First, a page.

BRIC Economies Lack Adequate Risk Management

Jared Wade


April 1, 2011

The emerging markets have long been an attractive destination for corporate expansion. Unlike the saturated West, they represent a frontier of possibilities for business, and as their middle classes develop, so too will their demand for goods and services. Untapped natural resources, cheap labor and the lack of complex regulation present other draws that often outweigh any potential downside.

With economic growth still lagging in the United States and Europe -- something few project to change in the near future -- many economists have naturally expected the trend of global corporate expansion to accelerate. But a new report that reveals the depth to which the booming BRIC economies (Brazil, Russia, India and China) are vulnerable to external shocks due to a lack of risk management may have some companies rethinking their plans.

Along with growing GDPs, these countries will be subject to volatile economic cycle swings. And according to more than 60 policymakers in finance ministries in the Group of 20 nations surveyed by Booz & Company, they will not be able to implement corrective measures quickly or effectively enough.

"[The BRIC economies] have rebounded fastest from the crisis and have returned to warp-speed economic growth," states the report. "Yet they lack adequate risk management frameworks and institutional setups, leaving them susceptible to external shocks."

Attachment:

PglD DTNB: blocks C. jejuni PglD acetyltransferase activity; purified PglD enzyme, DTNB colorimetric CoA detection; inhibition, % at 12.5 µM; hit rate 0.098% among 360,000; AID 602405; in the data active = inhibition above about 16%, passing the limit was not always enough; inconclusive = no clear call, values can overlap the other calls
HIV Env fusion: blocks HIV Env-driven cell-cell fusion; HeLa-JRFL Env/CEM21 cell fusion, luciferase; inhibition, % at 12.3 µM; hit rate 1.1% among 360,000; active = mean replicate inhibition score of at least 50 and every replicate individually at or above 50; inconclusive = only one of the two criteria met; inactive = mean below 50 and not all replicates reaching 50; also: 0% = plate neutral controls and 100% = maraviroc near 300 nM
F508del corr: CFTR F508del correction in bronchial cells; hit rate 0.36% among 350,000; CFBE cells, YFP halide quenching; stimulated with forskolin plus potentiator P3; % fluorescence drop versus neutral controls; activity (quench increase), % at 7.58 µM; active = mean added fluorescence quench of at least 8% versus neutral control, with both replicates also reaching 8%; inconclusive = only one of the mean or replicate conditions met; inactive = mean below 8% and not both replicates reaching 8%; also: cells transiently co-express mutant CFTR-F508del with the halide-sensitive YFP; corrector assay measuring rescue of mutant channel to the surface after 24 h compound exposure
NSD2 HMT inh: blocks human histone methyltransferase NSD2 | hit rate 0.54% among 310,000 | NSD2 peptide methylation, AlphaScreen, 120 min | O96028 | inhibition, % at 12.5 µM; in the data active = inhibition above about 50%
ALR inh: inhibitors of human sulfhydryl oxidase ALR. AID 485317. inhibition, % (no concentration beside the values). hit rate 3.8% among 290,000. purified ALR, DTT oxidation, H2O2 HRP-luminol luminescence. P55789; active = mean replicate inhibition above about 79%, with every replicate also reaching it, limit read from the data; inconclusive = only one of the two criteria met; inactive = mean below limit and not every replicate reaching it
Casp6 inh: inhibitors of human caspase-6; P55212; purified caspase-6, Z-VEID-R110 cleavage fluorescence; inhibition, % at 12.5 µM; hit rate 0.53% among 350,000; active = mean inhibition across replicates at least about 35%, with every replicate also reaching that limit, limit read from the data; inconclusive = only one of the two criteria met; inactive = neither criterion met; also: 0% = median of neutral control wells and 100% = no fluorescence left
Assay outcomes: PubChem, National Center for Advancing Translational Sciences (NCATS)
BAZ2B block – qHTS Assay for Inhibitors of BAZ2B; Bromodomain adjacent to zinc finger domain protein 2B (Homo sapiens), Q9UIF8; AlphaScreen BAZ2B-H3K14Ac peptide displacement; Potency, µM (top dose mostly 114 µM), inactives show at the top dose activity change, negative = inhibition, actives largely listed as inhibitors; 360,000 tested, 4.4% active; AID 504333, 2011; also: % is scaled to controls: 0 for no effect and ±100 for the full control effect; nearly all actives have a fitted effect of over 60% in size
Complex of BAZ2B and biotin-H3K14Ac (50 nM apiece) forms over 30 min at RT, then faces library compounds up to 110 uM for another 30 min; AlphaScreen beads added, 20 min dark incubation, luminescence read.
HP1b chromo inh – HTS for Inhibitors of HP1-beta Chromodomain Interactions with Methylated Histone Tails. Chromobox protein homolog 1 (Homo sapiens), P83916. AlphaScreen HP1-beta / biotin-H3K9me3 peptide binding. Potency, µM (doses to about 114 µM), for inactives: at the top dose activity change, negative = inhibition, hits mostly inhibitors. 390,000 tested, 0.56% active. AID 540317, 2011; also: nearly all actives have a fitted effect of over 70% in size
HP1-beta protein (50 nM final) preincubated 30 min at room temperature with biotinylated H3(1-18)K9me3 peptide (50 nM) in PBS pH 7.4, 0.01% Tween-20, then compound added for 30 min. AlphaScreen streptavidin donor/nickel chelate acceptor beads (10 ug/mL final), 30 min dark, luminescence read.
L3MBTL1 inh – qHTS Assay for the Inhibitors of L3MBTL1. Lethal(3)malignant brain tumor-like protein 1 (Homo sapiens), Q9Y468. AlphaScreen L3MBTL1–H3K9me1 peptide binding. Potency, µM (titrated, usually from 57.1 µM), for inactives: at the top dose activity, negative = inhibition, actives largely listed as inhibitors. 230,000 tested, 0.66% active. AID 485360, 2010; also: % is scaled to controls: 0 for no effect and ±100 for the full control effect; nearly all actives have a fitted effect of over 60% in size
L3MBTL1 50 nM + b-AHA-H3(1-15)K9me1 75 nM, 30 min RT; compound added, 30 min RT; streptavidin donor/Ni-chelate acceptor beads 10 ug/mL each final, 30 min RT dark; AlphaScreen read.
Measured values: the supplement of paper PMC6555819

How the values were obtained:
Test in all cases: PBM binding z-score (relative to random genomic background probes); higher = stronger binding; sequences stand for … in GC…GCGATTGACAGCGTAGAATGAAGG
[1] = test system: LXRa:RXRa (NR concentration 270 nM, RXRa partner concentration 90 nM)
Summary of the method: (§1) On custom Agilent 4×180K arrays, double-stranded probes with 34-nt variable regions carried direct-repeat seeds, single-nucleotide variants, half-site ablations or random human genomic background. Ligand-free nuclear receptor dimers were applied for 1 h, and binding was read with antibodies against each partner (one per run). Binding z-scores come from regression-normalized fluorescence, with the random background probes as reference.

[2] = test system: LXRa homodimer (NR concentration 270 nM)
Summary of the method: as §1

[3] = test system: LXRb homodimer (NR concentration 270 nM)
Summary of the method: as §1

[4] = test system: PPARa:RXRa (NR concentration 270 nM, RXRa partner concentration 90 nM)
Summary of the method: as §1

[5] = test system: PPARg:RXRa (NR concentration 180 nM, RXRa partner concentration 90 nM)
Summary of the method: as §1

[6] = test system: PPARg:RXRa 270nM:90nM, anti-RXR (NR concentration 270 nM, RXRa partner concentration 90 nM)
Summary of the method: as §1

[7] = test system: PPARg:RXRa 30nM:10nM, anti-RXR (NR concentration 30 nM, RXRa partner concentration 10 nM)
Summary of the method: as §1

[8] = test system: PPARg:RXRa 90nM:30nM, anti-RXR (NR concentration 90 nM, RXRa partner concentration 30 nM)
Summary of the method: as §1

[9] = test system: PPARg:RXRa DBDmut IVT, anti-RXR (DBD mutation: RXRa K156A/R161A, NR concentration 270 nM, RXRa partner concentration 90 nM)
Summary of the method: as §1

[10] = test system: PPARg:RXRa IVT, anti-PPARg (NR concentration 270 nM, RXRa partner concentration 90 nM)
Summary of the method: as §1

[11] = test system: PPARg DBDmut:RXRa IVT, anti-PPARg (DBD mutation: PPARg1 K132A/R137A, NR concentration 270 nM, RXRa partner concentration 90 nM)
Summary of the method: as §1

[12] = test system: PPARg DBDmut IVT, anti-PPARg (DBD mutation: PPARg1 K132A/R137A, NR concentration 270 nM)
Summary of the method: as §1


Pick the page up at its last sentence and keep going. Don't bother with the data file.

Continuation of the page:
The solution, according to Booz & Company, is reform. In the post-crisis world, the finance ministries in Brazil, Russia, India and China now rely too heavily on the ad-hoc policies adopted to stem the downturn, namely ineffective governmental intervention, near-term fiscal targets and bench-marking against their regional peers.

How can the officials in these countries change course? "The finance ministries of these countries have three reform priorities," states the report. "First, they should delineate and mitigate contingent liabilities. Second, they should make their economic systems more transparent. Finally, they must synchronize fiscal and monetary policymaking." Whether or not reform occurs is a question that only time will tell. One thing that is certain, however, is that other major shocks are on the way.

"Russia is vulnerable to swings in the price of oil, Brazil to commodity prices and India and China to global demand," states the report. "China faces additional risk of potential changes in currency policy, which could have ramifications for its trade position."

The opportunities offered by the BRIC markets are too great to ignore for many companies. But taking into account these challenges and the threats presented by infrastructure in India, pollution in China, corruption in Russia and security in Brazil, risk managers will need to weigh a whole host of issues before fully embracing these destinations.

Jared Wade is a freelance writer and a former editor of Risk Management.